ARSENAL have become a team with a split personality. At home, they’re confident and controlling—a team reinvigorated by a new coach’s arrival and seemingly embarking on a bold new era. Take them out of the Emirates Stadium, however—out of their comfort zone—and that identity crumbles away. Arsenal remain enormously vulnerable on their travels, and it’s a situation which threatens to ruin their season.
The recent defeat to Everton provoked a particularly anguished response from the Arsenal supporters, and it’s because the fans recognise how desperately the team need to turn this rotten run around. It’s no exaggeration to say that Arsenal’s hopes of qualifying for the Champions League depend on how quickly they can arrest their away day blues.
Four of their remaining six Premier League fixtures take place away from the Emirates Stadium, while winning the Europa League would require them to come through two away legs and a final in Baku, Azerbaijan. For much of the season, Arsenal have been able to rely on their home form. They can not do that any longer.
Teams in the top four tiers of English football without an away clean sheet this season:
End of list. pic.twitter.com/uNxaTYhD3f
— Unibet (@unibet) April 8, 2019
Arsenal’s away form has been undeniably poor this season. SoccerStats has compiled home and away tables for the entire Premier League. At home, Arsenal have amassed 44 points—a total which makes them level with Liverpool and behind only Manchester City. Chelsea, Manchester United and Tottenham are left trailing in their wake.
However, Arsenal are the only member of England’s supposed ‘big six’ not to feature in the away table’s top six. Their place instead goes to Leicester, with Arsenal languishing in 10th. They have conceded 28 goals away from home—that’s more than relegation-threatened Cardiff City.
In fairness to Unai Emery, this not a new problem. According to this piece by Arsenal blog 7amkickoff, Arsenal have conceded a staggering 78 goals in their last 44 away fixtures in the Premier League. That’s an average of 1.77 goals per game.
At the start of the season it looked as if Emery might have broken Arsenal’s away day hoodoo, but the rot has steadily set back in. The lacklustre performance at Everton was the latest in a dismal run that arguably stretches back to the 5-1 hammering at Anfield. The nature of that defeat seemingly opened up some old wounds, and they have begun to fester.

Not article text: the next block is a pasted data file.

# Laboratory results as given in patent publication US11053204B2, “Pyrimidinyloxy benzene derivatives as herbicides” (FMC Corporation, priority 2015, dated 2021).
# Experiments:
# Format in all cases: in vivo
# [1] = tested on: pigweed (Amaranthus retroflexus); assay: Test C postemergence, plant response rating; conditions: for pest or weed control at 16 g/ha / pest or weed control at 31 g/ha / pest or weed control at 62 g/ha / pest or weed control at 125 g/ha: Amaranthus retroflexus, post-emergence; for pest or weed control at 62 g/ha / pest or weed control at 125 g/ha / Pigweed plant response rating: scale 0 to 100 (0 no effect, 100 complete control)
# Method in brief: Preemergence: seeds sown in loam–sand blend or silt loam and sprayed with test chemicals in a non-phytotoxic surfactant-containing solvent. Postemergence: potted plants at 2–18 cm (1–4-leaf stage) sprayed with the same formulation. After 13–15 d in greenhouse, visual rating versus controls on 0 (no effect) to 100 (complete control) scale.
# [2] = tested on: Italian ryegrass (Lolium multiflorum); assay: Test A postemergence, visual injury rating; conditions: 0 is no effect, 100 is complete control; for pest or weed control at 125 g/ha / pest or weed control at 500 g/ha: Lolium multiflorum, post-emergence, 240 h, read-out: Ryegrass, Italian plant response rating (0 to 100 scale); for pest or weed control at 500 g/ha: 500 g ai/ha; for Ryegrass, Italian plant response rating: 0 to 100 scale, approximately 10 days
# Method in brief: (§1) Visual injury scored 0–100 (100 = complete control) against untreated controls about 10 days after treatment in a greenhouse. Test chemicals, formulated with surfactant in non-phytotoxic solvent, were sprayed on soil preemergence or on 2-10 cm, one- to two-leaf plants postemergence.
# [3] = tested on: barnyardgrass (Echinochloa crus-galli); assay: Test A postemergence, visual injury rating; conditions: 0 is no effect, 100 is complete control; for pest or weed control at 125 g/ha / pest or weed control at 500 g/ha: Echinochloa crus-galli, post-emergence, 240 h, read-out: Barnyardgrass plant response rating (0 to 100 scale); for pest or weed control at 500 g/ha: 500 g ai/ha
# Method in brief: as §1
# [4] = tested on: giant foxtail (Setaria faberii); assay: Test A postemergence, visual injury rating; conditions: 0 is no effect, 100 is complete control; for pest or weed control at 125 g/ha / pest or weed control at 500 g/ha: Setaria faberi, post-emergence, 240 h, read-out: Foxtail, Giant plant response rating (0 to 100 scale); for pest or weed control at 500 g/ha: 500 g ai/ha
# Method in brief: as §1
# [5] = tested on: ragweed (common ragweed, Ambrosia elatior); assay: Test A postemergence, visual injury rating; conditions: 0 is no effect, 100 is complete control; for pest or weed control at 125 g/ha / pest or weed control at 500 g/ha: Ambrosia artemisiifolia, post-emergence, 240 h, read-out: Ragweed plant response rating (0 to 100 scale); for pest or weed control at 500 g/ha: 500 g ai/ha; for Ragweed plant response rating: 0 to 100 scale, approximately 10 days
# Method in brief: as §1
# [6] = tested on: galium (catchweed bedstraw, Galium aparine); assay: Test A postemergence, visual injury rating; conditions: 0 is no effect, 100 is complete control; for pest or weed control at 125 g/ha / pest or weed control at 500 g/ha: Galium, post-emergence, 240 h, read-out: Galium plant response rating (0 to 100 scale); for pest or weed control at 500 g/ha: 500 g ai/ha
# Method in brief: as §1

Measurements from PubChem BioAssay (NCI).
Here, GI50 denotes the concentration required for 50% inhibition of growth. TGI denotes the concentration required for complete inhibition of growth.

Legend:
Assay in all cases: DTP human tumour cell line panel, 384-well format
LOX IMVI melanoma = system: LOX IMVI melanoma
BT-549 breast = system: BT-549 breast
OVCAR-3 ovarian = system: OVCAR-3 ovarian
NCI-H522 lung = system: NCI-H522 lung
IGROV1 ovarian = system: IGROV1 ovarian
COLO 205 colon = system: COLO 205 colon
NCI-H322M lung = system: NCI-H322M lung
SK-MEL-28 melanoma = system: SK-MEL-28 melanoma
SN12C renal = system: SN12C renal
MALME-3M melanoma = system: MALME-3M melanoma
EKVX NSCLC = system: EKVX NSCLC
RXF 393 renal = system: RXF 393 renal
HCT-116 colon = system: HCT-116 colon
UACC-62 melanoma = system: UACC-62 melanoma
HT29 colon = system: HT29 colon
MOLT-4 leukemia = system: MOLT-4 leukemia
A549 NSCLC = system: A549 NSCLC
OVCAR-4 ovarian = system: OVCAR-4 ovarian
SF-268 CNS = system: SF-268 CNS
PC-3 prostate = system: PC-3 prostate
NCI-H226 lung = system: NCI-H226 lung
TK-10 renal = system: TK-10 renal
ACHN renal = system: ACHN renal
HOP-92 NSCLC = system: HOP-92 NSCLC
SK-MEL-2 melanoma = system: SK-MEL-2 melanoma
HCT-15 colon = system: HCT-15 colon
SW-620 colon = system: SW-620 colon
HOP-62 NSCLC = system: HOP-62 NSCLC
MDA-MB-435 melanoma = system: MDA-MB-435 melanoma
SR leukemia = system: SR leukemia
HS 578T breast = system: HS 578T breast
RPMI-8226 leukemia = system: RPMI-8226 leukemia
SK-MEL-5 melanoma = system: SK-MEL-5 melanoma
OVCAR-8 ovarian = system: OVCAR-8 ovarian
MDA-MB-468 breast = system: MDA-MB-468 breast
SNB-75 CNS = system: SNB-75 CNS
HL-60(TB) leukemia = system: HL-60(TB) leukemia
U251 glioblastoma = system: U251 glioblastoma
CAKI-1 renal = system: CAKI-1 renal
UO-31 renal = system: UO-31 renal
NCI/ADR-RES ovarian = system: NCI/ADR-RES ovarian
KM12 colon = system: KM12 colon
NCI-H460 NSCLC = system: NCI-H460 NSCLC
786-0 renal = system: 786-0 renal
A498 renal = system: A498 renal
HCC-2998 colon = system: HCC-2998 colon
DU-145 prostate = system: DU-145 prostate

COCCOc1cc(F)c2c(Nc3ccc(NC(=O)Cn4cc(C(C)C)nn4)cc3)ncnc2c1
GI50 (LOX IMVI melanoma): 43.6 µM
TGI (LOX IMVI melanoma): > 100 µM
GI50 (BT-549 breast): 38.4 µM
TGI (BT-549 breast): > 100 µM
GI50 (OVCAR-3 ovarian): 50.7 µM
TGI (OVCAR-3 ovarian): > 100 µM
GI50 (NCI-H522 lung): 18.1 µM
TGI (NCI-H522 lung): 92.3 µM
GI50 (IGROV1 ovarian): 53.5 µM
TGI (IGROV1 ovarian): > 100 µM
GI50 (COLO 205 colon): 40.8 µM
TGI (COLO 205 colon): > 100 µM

Mesut Ozil can barely hide his frustration during Arsenal's Super Sunday loss at Everton pic.twitter.com/fa4NDo1E8P
— Sky Sports Premier League (@SkySportsPL) April 7, 2019
The fact that the problem has persisted for so long suggests that it’s probably rather complex. On occasion it has been tactical, but the most part Emery has proven himself to be a shrewd strategist capable of adjusting his XI to counter most issues. You certainly can’t accuse him of failing to try different things.
It seems there is a strong psychological component here. Arsenal’s players simply do not look as comfortable away from the immaculate turf and huge support of the Emirates Stadium. There are some personality types who thrive on adversity. However, playing in a hostile environment appears to bring out the worst in this set of players.
Arsenal’s away problem is becoming a self-fulfilling prophecy. Opposition teams are emboldened by their poor record, and set about attacking the Gunners in a way they simply wouldn’t dare against the likes of Manchester City and Liverpool. If they are to take a scalp from the big six, then Arsenal are easily the most scalp-able. Arsenal have shown weakness, and now the rest of the league is looking to exploit it.
It is, in part, a leadership issue. It’s telling that Arsenal were without Laurent Koscielny and Granit Xhaka at Everton, two of the most influential figures in the dressing room. Instead, the team was captained by Mesut Ozil, whose passivity was emblematic of their entire performance.
Anyone know if there’s a revoke article 50 equivalent on Aaron Ramsey?
— Stuart Murphy (@stuart_murphy) April 1, 2019
When Aaron Ramsey came off the bench at half-time, the difference in his energy levels and alertness was immediately apparent. It’s distressing that Ramsey, one of the few players who seems capable of replicating his performances at home and away, will be leaving imminently.
That’s a problem for the summer. For now, Emery must find something more immediate—a way to try and arrest this issue before it derails the remainder of the campaign. Arsenal’s best away performance in the league in recent times arguably came in the 1-1 north London derby draw with Spurs.
Perhaps Emery could seek to use that display as a blue-print, reverting to a back four and consequently affording the team more control in midfield. Ozil was also benched for that match, and it’s possible Emery may have to jeopardise the newly-discovered accord between player and coach by leaving out his star playmaker if he cannot produce away from home.
This is a time for pragmatism, and for points accumulation. If Arsenal do not sort this immediately, all their fantastic home performances will ultimately count for nothing.